Basketball late-bloomer Angela Bongomin helps Canada's program reach elite levels

Though relatively new to the game, Regina's Angela Bongomin looks to make an impact with Canada's national basketball program.

Developmental team member only began playing basketball in grade 9

Angela Bongomin was a part of Canada's bronze-medal winning squad at last month's FIBA U19 Women's World Cup. (Canada Basketball)

Just 19, Regina's Angela Bongomin already has an impressive basketball resume.

In the past two years she has twice represented Canada, winning silver at the U18 FIBA Americas in 2016 and then bronze at the U19 FIBA Women's World Cup last month.

This week, she'll add the Summer Universiade to that list as a member of the developmental national team Canada is sending to Taipei City.

Her well-seasoned experience in competition belies the fact Bongomin started playing the game only in Grade 9.

Bongomin's love affair for the game began that summer when she attended a basketball camp with one of her best friends.

The concept of teamwork and collective success — rather than individual — along with the physicality involved appealed to the six-foot-two centre.

"Beforehand, I only played individual sports and so to be in an atmosphere where people were working together opened a competitive fire in me," Bongomin said.

"That's what really sparked it for me."

Shift in mindset

During her brief time in the Canadian basketball program, Bongomin quickly learned that striving to be the best wasn't just her mindset, it was everyone's.

Led by a new generation of Canadian basketball, players are no longer happy to have a spot at the table. They want to win and they expect to win.

Bongomin is part of a new generation of Canadian basketball hoping to challenge the world's elite programs. (@CanBball/Twitter)

"I felt that there was always a competitive fire for Canada Basketball. There's been so much development in the program — how we get ready [for major tournaments] — it's more of an elite level now," Bongomin said.

"[We are] where we are now [because] we worked hard and keep working hard every day. Nothing is really given to us, it's the work that we put in."

Centre of movement

Bongomin said she and her teammates embrace the opportunity to be at the centre of this movement.

They've had alumni such as two-time Olympian Bev Smith deliver emotional speeches before their games, talking about how far the program has come and how proud they are to see the fruits of their labour finally come to fruition.

"They were just so impressed by everything that we've put into it," Bongomin said of the alumni.

"It's continuing a legacy that so many people before us set the foundation for and the work that they put in is finally being shown."

Bongomin, second from the right, wants to be a role model and pave the path for the next generation of aspiring Canadian female basketball players. (@CanBball/Twitter)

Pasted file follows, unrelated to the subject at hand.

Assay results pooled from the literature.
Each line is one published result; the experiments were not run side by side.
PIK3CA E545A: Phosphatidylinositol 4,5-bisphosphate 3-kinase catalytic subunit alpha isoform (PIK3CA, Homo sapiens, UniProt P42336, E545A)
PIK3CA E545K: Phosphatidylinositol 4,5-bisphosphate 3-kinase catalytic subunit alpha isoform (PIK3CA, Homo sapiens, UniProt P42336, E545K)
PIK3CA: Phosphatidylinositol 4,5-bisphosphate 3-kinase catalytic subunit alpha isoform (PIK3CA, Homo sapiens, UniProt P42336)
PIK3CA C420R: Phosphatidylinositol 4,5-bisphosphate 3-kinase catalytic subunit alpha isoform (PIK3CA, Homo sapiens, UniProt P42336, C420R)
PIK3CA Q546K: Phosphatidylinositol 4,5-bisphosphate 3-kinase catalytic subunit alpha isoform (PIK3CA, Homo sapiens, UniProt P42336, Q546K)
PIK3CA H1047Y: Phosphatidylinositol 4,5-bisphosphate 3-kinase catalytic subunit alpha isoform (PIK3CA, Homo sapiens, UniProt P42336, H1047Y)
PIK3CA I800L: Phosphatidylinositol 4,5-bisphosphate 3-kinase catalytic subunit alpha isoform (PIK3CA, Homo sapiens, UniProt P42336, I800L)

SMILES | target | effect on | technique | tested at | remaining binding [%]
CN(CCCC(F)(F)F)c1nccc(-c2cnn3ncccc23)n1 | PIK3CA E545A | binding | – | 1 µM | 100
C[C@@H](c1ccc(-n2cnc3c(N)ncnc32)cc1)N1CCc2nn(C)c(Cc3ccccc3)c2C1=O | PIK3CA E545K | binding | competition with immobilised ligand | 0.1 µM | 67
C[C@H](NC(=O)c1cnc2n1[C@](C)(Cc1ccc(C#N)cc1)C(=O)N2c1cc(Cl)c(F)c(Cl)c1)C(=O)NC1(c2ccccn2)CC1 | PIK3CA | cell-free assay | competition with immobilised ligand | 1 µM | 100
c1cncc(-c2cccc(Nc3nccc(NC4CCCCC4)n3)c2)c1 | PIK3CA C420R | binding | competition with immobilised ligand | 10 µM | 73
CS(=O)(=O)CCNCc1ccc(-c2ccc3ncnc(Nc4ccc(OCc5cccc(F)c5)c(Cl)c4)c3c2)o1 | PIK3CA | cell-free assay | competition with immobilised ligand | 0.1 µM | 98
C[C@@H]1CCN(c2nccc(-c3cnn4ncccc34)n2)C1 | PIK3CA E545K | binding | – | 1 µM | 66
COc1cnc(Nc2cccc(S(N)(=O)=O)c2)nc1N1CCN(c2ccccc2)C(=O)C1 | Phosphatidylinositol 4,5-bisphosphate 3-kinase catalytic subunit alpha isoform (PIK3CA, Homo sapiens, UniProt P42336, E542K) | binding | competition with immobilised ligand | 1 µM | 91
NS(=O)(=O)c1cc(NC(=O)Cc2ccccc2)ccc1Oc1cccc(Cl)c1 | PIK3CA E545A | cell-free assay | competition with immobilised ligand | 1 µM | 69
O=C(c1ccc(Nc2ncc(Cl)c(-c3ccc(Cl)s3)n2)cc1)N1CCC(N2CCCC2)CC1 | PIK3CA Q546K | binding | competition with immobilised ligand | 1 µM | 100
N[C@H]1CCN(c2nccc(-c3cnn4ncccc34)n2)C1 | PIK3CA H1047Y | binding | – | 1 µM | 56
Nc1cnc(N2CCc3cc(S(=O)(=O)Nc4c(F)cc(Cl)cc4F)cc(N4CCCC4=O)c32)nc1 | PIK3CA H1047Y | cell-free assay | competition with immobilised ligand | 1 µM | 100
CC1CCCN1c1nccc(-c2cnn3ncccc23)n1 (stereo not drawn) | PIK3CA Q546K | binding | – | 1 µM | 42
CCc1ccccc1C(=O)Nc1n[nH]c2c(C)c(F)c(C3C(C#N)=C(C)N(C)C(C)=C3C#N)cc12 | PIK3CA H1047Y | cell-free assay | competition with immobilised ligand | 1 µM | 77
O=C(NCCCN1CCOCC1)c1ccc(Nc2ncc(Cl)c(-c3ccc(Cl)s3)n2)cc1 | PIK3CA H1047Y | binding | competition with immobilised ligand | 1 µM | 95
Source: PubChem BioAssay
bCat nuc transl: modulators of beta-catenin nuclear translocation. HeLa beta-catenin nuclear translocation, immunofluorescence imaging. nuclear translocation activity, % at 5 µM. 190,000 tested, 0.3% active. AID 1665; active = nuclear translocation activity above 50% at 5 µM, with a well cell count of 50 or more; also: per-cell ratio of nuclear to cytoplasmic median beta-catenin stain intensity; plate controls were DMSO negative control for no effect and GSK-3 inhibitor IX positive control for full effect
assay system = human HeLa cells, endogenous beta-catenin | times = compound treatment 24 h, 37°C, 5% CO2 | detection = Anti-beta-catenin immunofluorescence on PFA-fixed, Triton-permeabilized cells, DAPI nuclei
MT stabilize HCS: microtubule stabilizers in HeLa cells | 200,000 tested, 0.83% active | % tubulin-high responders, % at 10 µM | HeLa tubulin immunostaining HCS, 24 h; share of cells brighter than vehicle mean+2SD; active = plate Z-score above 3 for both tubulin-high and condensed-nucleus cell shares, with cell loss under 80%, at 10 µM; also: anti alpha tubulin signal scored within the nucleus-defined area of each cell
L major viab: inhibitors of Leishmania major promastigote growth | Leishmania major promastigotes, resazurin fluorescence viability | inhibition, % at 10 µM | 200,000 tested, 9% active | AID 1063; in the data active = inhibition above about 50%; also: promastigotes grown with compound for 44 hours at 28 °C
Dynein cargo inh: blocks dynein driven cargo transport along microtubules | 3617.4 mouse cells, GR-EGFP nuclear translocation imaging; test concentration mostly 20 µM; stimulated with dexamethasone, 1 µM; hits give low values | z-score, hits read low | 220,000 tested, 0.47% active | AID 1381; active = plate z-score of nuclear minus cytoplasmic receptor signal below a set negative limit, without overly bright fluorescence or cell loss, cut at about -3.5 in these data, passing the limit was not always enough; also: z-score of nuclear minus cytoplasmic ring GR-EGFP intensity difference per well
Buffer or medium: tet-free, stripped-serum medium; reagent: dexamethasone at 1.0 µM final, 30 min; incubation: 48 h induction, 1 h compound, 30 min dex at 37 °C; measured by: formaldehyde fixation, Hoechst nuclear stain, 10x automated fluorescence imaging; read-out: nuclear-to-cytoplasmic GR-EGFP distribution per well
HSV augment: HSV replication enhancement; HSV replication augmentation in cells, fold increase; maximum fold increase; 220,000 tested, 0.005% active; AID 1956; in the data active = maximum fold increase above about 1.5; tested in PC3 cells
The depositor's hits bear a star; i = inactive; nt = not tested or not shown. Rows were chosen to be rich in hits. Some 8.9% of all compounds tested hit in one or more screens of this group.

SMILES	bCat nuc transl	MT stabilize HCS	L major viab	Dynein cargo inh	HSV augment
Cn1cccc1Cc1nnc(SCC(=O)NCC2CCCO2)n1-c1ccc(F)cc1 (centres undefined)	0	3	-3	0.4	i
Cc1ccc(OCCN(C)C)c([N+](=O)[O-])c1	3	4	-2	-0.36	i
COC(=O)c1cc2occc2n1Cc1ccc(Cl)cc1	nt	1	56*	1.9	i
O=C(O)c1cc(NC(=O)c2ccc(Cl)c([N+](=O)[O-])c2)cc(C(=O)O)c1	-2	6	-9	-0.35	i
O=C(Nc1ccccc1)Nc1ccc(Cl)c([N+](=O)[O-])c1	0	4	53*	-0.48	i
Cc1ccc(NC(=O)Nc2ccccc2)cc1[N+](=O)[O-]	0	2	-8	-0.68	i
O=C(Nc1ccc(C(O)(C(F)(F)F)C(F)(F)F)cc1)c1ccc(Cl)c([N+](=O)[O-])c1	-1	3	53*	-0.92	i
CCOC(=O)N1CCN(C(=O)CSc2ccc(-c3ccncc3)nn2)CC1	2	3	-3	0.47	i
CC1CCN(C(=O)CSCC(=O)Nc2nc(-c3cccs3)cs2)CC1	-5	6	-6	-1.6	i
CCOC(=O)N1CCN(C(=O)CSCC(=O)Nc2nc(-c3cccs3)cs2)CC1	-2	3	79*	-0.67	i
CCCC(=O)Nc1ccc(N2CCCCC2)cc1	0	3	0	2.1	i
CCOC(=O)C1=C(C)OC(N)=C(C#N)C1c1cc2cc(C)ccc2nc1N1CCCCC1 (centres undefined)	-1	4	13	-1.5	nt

Bongomin and her teammates are already thinking about the next generation — giving them every opportunity to succeed just as those before them once did.

Every time Bongomin sees her school's junior girls basketball team at the University of Regina, she's reminded of her own basketball beginnings.

"Whenever I see them practising, it brings back so much memories because we were all in the same situation [at one point]," Bongomin said.

"A big thing for us is being role models for them and being reachable like, 'This girl plays in my city, plays at the university that's 15 minutes away from my house. If you work hard enough, you can be in the same position.'"

Being adaptable

Canada's national junior squads are now garnering international attention, but it hasn't come without its share of bumps in the road.

Prior to worlds, Bongomin and the U19 squad competed in a warm-up tournament where she says the team was 'thrown for a loop' and became flustered when their game plan was disrupted and didn't know how to react.

"I think the big lesson we learned as a team and as an individual player is to be prepared, but also prepared to change the strategy," she said. "Never assume what a team would be like or be adaptable to the situation."

Bongomin (15) is part of the 12-member developmental national team Canada is sending to the Summer Universiade. (Canada Basketball)

Bongomin is the youngest member on the team at the Universiade, but she already thinks like a veteran.

"Personally, individual growth is a big thing for any basketball player. Just playing with an older group of women is definitely a challenge and in the end it will make me a better basketball player," Bongomin said.

"But also being a good teammate [is important] — all of us are from different places and a lot of people here I'm not familiar with because they're in an older age group. Connecting as a team is a major focal point for us before we tackle any other challenges."


To encourage thoughtful and respectful conversations, first and last names will appear with each submission to CBC/Radio-Canada's online communities (except in children and youth-oriented communities). Pseudonyms will no longer be permitted.

By submitting a comment, you accept that CBC has the right to reproduce and publish that comment in whole or in part, in any manner CBC chooses. Please note that CBC does not endorse the opinions expressed in comments. Comments on this story are moderated according to our Submission Guidelines. Comments are welcome while open. We reserve the right to close comments at any time.

Become a CBC Member

Join the conversation  Create account

Already have an account?